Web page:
Sunday, 21. December 2014 by Renee Ellison
If you’re homeschooling, but some of the aspects of your children’s general education have been falling though the cracks, here are some reasons for powering-up the academics a notch or two.
Why hone in on general education:
You want to be committed to the academic endeavor in increased measure, because gaining a large general knowledge in all subjects is what I call growing a conceptual alphabet with which to understand life. This augments children’s total view of life—gives them an intellectual confidence in navigating all social conversations and in hearing all world news—because they can pin new information into the context of something they already know.
Further, a large general education increases children’s worship of God incrementally as they grow in their awareness of the intricacy and complexity of what God hath actually wrought. It is the uneducated who think life is simple or that they totally understand it all. Gaining increased wholesome knowledge grows real humility: “The more I know, the more I realize that I don’t know.” Becoming aware of how God shows forth His complexities—not only with physical matter but with designing systems in which it all works together—creates further respect for God. And then, of course, being vaguely aware (as it happens to us) of how God makes and disciples the human being on top of all of that is mind-blowing.
All wholesome knowledge complements (as in: completes, rounds out, gives insight to) all other knowledge. There is no downside to having our children know too much of God’s world in all of its glorious detail. Knowledge gives a person a leadership edge, a kind of natural authority; you can’t lead other people if you know less than they do. We want our children to be the head, and not the tail, as it says in Deuteronomy 28:13, and achieving this requires building mental muscle.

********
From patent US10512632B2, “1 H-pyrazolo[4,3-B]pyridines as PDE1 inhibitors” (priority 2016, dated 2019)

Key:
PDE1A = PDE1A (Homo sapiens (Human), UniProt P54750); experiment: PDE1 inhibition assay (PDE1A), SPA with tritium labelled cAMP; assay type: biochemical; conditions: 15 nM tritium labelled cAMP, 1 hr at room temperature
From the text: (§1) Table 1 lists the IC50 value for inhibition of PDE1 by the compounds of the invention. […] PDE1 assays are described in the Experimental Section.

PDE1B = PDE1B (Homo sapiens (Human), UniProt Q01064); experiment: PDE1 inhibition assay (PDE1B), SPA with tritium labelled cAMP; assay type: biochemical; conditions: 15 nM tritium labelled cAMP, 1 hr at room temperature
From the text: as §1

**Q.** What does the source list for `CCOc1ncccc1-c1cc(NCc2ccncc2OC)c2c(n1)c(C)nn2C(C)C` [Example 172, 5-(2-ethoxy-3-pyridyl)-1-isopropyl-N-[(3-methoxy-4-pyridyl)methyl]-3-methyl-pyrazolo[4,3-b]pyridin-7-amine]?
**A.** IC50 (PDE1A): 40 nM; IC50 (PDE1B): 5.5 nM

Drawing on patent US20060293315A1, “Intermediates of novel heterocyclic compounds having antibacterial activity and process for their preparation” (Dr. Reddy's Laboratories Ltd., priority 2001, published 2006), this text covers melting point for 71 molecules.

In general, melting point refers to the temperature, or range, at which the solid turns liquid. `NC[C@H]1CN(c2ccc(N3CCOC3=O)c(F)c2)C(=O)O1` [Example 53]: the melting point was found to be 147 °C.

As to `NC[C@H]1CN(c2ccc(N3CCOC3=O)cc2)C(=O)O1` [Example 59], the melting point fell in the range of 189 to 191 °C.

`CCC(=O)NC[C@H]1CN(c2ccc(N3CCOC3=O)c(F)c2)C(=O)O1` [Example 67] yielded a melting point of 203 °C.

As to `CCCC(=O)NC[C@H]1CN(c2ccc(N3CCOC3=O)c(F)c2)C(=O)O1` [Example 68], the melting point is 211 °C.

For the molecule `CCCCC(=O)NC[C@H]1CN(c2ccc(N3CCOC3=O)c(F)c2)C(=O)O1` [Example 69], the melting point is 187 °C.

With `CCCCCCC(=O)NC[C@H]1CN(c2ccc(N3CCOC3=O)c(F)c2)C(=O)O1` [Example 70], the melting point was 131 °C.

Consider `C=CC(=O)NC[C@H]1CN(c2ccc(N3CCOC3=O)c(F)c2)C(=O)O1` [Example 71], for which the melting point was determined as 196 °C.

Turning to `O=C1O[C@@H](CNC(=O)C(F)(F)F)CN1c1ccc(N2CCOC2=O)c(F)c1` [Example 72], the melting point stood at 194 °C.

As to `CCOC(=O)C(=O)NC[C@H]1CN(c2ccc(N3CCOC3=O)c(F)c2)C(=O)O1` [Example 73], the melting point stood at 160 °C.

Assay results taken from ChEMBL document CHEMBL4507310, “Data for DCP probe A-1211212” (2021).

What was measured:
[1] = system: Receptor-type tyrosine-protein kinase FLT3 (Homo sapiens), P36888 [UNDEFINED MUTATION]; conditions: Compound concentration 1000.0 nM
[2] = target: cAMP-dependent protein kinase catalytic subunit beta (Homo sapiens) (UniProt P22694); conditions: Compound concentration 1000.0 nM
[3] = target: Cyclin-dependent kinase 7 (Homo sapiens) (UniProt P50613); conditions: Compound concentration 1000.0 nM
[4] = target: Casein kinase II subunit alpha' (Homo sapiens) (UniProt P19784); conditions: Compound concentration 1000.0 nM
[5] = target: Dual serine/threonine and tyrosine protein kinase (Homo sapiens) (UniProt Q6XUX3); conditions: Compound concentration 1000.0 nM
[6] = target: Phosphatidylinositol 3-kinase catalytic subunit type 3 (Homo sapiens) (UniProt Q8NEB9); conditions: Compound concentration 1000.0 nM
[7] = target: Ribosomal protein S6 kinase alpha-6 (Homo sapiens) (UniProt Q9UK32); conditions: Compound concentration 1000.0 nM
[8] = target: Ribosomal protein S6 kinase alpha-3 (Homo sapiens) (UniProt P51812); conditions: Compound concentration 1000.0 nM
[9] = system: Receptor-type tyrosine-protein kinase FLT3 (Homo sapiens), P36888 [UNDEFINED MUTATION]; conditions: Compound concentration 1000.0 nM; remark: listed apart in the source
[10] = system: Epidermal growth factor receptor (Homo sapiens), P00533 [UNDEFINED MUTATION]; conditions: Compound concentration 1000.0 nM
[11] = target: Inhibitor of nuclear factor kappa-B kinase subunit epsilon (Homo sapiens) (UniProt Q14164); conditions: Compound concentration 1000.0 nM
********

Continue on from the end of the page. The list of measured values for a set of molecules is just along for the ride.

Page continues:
Why we don’t get to the academics routinely:
When we examine why academic education doesn’t happen, it is in invariably because the logistics, structures and routines of education aren’t settled, and the type of education we have chosen is too mother-dependent; she just can’t get to it all. No woman is super-woman 24/7.
But, happily, there is a way to make this happen easily and largely, without a heavy demand upon mama and papa, by using the A.C.E. curriculum. When your children read the English, Social Studies and Science ACE paces they will begin to teach you (the parents) at dinner time every night! You’ll be amazed at how much they learn and retain. They will grow to be happily conversant in all sorts of topics, wowing the socks off of you.
Second, academics falter if there is no habit of studying. We want to give our children a lifetime habit of continued study—of continued curiosity and of continually being well read and articulate both in speech and writing. It has been said that “reading makes a large man, speaking a ready man, and writing an exact man.” There is no downside to that !!!
A third reason is that the years of childhood and child-rearing pass all too quickly. This is the season of life to do the lion’s share of laying the academic background for all future mental superstructures one wants to build upon that. The remainder of life never again affords this opportunity to do it this fully. Therefore we want to make hay while we have this chapter opened up, via a childhood that was God-given for that purpose.